Children between 1 and 18years old who received IV ketamine (1mg/kg) for ED procedural sedation randomised to receive IV ondansetron (0.15mg/kg max 4mg) or placeboProspective double-blind, randomised, placebo-controlled trial (level 2 evidence)Vomiting in the EDVomiting significantly lower in Ondansetron group (4.7%, n=128) than placebo group (12.6%, n=127) (p=0.02). NNT = 13 (95% CI, 7-91) Subanalysis of children >5 years (n=95): NNT with Ondansetron = 8 (95% CI 5-34)1. Convenience sampling used and so possible selection bias 2. Glycopyrrolate also given to all patients 3. 1118 patients eligible, 850 not enrolled, 13 withdrew or were excluded and 44 not followed up.
Vomiting in the ED or after dischargeVomiting significantly lower in Ondansetron group (7.8%, n=111) compared to placebo group (18.9%, n=100) (p=0.01). NNT = 9 (95% CI, 5-36) Subanalysis of children >5 years (n=85): NNT with Ondansetron = 7 (95% CI 4-30)
Bhatt M et al
October 2017
6295 Children 18 years or younger receiving parenteral procedural sedation to facilitate a painful procedure in the ED Multicentre prospective cohort study (Level 3 evidence)VomitingPreprocedural antiemetics were significantly associated with decreased odds of vomiting in children receiving IV ketamine (OR, 0.5; 95% CI, 0.4-0.7, p<0.0001) Vomiting was significantly increased in children who had received a preprocedural opioid (OR 1.42; 95% CI, 1.05-1.92, p=0.02)1. 2,897 eligible patients were not enrolled 2. 465 patients who were enrolled were not included in the final study.


Vomiting is a well-known side-effect of procedural sedation using ketamine for painful procedures in the ED. Ondansetron is a widely available, regularly prescribed antiemetic in paediatric medicine. Two studies have shown a beneficial effect of ondansetron in paediatric procedural sedation with intravenous ketamine. Langston et al demonstrated that ondansetron significantly reduces emesis in children undergoing intravenous ketamine procedural sedation in children of all ages, with a NNT of 8 in children older than 5 years, although this subanalysis has a wide confidence interval. Bhatt et al (2017) have shown in a multicentre prospective cohort study that use of antiemetic significantly reduces the rate of vomiting in ketamine procedural sedation. This study also showed that the rate of emesis during ketamine procedural sedation is higher in children who have received preprocedural opioids. Two prospective randomised controlled studies showed no significant difference between intramuscular ketamine alone or ketamine with antiemetic, although both studies have significant limitations. Lee (2014) had a statistically significantly higher mean age of children in the ketamine with ondansetron group (older children are more likely to vomit whilst undergoing ketamine sedation) than in the ketamine alone group whilst Lee (2012) only included children younger than 5, an age group in whom vomiting is less common and are less likely to benefit from antiemetic.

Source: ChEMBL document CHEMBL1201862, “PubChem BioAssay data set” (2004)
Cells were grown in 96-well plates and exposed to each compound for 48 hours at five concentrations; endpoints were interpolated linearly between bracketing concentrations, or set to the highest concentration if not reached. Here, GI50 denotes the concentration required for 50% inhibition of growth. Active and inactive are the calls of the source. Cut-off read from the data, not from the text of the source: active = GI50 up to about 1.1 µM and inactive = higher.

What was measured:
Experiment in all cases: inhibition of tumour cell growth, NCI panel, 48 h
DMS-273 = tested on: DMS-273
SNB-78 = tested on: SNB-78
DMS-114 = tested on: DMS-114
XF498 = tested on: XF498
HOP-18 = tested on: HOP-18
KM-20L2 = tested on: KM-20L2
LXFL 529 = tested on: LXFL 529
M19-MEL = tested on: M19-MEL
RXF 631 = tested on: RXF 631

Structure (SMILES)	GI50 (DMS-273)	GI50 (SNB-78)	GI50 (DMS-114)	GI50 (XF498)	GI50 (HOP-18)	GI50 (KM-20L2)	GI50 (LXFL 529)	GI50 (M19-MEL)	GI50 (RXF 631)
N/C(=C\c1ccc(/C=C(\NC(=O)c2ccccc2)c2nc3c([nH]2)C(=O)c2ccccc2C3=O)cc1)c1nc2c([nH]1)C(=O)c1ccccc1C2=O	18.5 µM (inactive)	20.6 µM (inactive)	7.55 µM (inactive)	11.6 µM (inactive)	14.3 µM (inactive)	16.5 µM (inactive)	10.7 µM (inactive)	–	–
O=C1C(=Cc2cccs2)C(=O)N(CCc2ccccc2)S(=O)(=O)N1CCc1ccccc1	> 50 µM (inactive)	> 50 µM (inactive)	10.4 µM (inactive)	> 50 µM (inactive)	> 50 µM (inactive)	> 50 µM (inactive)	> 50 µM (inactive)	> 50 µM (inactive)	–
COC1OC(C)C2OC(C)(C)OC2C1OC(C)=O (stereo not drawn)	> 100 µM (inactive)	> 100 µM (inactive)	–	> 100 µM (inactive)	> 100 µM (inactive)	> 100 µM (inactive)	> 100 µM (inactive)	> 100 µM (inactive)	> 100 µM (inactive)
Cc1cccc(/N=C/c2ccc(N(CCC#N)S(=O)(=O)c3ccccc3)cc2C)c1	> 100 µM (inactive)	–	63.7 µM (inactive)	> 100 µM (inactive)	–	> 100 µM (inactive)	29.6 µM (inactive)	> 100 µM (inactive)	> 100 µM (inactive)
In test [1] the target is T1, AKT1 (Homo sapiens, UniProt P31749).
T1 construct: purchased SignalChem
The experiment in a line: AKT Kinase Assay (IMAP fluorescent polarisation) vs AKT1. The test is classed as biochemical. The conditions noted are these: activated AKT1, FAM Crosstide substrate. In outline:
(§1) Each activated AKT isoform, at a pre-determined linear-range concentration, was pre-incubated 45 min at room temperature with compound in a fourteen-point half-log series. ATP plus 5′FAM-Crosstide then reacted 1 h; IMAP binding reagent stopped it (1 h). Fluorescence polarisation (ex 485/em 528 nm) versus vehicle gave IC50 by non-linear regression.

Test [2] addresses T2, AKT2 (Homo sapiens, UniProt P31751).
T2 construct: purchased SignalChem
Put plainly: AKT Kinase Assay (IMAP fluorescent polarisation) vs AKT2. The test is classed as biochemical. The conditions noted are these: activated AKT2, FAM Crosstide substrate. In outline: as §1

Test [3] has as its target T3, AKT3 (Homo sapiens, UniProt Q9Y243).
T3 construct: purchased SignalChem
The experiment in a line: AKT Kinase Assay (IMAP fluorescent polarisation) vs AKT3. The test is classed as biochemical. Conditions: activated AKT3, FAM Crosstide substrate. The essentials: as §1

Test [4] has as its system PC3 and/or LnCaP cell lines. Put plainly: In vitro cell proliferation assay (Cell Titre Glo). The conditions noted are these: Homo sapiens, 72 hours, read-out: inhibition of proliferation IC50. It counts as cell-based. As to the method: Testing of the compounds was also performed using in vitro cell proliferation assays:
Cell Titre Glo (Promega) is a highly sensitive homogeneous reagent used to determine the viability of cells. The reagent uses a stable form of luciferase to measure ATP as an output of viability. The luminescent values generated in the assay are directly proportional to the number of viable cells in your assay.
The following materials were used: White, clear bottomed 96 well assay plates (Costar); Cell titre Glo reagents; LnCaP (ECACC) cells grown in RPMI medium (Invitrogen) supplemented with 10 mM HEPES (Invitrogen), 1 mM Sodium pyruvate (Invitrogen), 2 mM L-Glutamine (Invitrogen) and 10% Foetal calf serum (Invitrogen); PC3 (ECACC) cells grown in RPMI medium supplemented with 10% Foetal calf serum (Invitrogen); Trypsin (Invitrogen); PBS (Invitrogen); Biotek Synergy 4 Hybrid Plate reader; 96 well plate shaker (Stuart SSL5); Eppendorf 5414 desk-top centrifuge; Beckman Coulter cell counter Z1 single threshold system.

Editor Comment


Clinical Bottom Line

Ondansetron should be considered when using intravenous ketamine for procedural sedation in the ED, especially in older children or those who have received preprocedural opioids.


  1. Lee JS, Jeon WC, Park EJ, Min YG, Kim GW, Jung YS, Choi SC Does ondansetron have an effect on intramuscular ketamine-associated vomiting in children? A prospective, randomised, open, controlled study J Paediatr Child Health 2014 Jul;50(7):557-61
  2. Lee JS, Jeon WC, Park EJ, Min YG, Jung YS, Kim GW, Choi SC Adjunctive atropine versus metoclopramide: can we reduce ketamine-associated vomiting in young children? a prospective, randomized, open, controlled study Acad Emerg Med September 2012 ct;19(10):1128-33
  3. Langston WT, Wathen JE, Roback MG, Bajaj L Effect of ondansetron on the incidence of vomiting associated with ketamine sedation in children: a double-blind, randomized, placebo-controlled trial Ann Emerg Med 2008 Jul;52(1):30-4
  4. 4. Bhatt M, Johnson DW, Chan J, Taljaard M, Barrowman N, Farion KJ, Ali S, Beno S, Dixon A, McTimoney CM, Dubrovsky AS, Sourial N, Roback MG Sedation Safety Study Group of Pediatric Emergency Research Canada (PERC). Risk Factors for Adverse Events in Emergency Department Procedural Sedation for Children JAMA Pediatr 2017 Oct 1;171(10):957-964